I used to be a big, big fan of Lloyds Banking Group (LSE: LLOY). I applauded the sterling restructuring efforts that chief executive António Horta Osório conducted in the wake of the 2008 financial crisis to de-risk the bank and rebuild the balance sheet, work that eventually led to dividend reinstatement back in 2014 and the sale of the final tranche of government shares last year.
Sure, Lloyds still had the problem of legacy issues like the payment protection insurance mis-selling scandal to deal with. But I believed that the more responsible approach to its operations, allied with its key role in the British retail banking sector, made it a great pick for those seeking sustained (if modest) earnings — and thus dividend — growth year after year.
However, all that changed when the UK electorate decided to hit the Brexit button in the summer of 2016. The long-term economic impact of withdrawal from the European Union wasn’t the only thing for the bank to contend with, as the uncertainty around how London’s self-imposed exile from the bloc would play out in the short term also created trying conditions for the FTSE 100 firm.
These troubles are already playing out for Lloyds. Latest data from the Bank of England released this week showed the number of mortgage approvals in the UK dropped to £3.2bn in July, the lowest figure since April 2017. The figures reflect increasing nervousness from homebuyers in the run-up to March’s EU exit date as well as advice from Threadneedle Street that additional interest rate rises could be just around the corner.
And the picture is becoming murkier for all of Lloyds’ lending operations, not just in the mortgage arena where it is the country’s largest loans provider. The Bank of England said that the rate of growth in total consumer borrowing had dropped to 8.5% last month from 8.8% in June, with the amount of new borrowing reversing sharply to £800m in July from £1.5bn the month before. It also marks a severe deterioration from April, with lending last month more than halving from the £2bn forked out three months earlier.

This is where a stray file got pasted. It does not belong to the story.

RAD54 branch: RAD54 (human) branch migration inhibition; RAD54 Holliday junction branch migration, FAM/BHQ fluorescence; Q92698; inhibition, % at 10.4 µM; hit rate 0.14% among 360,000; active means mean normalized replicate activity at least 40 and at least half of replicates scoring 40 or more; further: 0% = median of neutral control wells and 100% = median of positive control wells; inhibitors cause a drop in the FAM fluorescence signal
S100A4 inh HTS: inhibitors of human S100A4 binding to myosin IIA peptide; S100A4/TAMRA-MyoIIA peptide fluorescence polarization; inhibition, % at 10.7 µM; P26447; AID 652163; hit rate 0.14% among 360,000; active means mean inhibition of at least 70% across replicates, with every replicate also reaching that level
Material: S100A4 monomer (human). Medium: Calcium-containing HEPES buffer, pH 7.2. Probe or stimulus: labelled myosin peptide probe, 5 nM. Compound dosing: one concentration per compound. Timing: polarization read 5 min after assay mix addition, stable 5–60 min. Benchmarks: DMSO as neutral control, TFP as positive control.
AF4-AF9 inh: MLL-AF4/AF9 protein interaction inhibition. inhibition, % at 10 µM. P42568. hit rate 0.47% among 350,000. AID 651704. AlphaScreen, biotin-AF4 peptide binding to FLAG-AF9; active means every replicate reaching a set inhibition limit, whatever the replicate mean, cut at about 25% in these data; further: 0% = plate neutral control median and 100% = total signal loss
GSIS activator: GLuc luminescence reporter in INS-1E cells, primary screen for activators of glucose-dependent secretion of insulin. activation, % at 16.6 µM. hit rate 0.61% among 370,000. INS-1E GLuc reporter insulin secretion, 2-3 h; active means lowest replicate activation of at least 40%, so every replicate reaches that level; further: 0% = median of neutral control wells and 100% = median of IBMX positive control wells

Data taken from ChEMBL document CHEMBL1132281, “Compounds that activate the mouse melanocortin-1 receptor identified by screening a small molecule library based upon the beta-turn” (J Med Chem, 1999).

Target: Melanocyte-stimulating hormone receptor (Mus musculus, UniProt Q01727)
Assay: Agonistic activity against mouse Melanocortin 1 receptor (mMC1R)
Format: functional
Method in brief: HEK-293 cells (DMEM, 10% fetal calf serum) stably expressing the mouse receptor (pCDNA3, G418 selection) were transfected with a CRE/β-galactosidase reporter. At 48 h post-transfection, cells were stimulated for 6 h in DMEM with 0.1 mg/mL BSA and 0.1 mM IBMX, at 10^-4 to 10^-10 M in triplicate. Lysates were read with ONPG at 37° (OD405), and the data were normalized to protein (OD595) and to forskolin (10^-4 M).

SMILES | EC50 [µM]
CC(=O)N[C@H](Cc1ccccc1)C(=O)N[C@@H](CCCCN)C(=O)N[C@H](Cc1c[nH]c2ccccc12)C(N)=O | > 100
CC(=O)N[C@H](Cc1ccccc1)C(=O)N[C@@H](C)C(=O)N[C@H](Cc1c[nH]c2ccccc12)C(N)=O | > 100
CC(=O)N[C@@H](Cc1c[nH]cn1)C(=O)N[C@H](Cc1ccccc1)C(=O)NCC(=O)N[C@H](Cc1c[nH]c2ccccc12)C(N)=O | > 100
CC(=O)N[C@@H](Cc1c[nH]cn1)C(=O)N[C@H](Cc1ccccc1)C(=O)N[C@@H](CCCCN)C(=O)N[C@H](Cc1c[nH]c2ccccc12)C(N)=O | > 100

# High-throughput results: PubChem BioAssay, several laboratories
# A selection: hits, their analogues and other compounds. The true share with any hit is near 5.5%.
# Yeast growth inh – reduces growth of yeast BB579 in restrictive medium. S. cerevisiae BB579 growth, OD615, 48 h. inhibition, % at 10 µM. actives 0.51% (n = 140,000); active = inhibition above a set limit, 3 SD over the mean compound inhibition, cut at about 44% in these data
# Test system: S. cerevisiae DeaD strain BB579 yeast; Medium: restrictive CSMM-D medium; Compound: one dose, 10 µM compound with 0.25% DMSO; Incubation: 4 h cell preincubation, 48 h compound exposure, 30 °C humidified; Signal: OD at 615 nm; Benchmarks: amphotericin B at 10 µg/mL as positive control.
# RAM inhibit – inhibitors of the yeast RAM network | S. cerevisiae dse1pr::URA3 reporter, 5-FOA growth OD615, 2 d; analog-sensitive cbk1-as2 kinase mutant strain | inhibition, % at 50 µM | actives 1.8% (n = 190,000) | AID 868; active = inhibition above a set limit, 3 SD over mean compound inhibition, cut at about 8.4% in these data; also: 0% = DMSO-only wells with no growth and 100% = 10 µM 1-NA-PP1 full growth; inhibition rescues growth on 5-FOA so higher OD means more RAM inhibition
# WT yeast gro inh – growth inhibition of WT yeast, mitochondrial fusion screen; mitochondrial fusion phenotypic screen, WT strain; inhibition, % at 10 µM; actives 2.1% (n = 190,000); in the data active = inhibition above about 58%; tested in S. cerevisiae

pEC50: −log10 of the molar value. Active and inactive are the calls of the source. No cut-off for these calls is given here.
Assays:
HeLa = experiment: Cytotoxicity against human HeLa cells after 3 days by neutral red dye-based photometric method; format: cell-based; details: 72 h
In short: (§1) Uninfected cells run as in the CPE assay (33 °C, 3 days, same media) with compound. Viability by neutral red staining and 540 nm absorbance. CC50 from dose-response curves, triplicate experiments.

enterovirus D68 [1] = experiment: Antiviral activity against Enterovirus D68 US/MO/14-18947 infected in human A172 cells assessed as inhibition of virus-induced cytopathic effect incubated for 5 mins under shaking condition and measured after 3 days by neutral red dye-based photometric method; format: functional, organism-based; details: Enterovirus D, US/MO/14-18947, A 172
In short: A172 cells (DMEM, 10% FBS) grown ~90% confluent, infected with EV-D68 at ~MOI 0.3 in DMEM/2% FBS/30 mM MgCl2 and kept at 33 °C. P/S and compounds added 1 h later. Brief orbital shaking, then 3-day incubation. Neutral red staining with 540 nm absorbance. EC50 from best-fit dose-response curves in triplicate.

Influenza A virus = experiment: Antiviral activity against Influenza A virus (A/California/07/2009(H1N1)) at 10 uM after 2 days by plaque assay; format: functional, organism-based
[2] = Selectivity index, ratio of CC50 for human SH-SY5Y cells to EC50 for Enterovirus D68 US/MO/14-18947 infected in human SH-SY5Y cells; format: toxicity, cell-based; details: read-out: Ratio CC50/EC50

Too much risk
While Lloyds’ results may so far be holding up well — its net income edged 2% higher between January and June to £8.97bn, it advised in early August — signs that the changing economic landscape is weighing on consumer credit doesn’t bode well looking ahead.
Falling lending levels are one thing, but the prospect of a sharp rise in bad loans is quite another. And Lloyds faces both. As my Foolish colleague Rupert Hargreaves recently pointed out, the Black Horse Bank is already feeling the heat here with loan impairment charges leaping in recent months.
City analysts may be forecasting a 64% earnings jump at Lloyds in 2018, but the 2% rise predicted for next year underlines the sharp levelling off in business the bank is expected to endure from 2019 onwards. And things could get a lot uglier should a no-deal Brexit happen.
It may be cheap, Lloyds sporting a forward P/E ratio of just 8.2 times. But I for one believe the bank still carries too much risk today. In fact, I’d be more than happy to sell out of the business given its rapidly-escalating risk profile.
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Royston Wild has no position in any of the shares mentioned. The Motley Fool UK has recommended Lloyds Banking Group. Views expressed on the companies mentioned in this article are those of the writer and therefore may differ from the official recommendations we make in our subscription services such as Share Advisor, Hidden Winners and Pro. Here at The Motley Fool we believe that considering a diverse range of insights makes us better investors.